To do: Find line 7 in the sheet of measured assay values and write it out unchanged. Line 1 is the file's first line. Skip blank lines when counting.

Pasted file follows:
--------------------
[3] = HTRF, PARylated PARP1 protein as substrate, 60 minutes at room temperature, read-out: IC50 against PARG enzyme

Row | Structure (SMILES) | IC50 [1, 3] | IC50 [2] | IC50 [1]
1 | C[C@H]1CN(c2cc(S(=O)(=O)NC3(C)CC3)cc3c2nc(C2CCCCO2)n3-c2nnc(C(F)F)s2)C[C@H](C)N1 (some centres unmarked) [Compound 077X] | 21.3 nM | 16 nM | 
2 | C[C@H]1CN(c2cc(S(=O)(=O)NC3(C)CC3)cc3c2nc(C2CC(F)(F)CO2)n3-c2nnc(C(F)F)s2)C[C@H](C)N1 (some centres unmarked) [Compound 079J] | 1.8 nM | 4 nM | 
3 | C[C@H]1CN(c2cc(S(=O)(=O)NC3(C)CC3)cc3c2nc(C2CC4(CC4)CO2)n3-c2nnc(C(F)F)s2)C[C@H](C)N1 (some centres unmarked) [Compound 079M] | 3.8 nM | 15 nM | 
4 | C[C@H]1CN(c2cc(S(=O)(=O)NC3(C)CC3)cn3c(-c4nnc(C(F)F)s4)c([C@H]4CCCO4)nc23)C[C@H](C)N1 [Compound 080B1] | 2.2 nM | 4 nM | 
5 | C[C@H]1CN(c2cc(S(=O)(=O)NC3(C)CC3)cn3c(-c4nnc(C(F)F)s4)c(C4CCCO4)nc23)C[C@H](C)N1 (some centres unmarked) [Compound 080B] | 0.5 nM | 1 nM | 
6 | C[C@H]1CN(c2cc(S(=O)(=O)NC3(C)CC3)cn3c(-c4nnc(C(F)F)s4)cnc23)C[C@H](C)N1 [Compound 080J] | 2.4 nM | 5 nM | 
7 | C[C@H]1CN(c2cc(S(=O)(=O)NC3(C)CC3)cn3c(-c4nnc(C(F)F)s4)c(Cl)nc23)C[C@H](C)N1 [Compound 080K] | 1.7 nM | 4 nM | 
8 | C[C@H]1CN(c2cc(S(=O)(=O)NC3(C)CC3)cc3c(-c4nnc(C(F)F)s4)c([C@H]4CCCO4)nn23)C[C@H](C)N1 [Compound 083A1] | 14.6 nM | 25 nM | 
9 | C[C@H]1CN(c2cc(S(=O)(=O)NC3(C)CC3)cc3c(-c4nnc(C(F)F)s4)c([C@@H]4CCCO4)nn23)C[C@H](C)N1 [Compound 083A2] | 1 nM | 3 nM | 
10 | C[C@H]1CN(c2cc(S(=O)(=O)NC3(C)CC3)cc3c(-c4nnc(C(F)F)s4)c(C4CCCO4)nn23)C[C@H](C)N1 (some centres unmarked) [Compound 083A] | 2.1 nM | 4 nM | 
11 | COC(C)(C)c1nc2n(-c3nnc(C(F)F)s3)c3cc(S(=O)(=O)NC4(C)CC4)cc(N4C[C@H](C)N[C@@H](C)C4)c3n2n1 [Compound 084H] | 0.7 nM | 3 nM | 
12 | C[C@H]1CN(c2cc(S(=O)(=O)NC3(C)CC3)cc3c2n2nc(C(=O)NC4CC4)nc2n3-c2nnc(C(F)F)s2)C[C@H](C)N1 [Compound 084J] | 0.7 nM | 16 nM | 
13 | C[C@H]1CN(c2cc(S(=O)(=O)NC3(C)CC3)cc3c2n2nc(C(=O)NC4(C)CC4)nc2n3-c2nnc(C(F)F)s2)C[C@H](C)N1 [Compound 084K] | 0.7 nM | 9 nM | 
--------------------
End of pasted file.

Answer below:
5 | C[C@H]1CN(c2cc(S(=O)(=O)NC3(C)CC3)cn3c(-c4nnc(C(F)F)s4)c(C4CCCO4)nc23)C[C@H](C)N1 (some centres unmarked) [Compound 080B] | 0.5 nM | 1 nM | 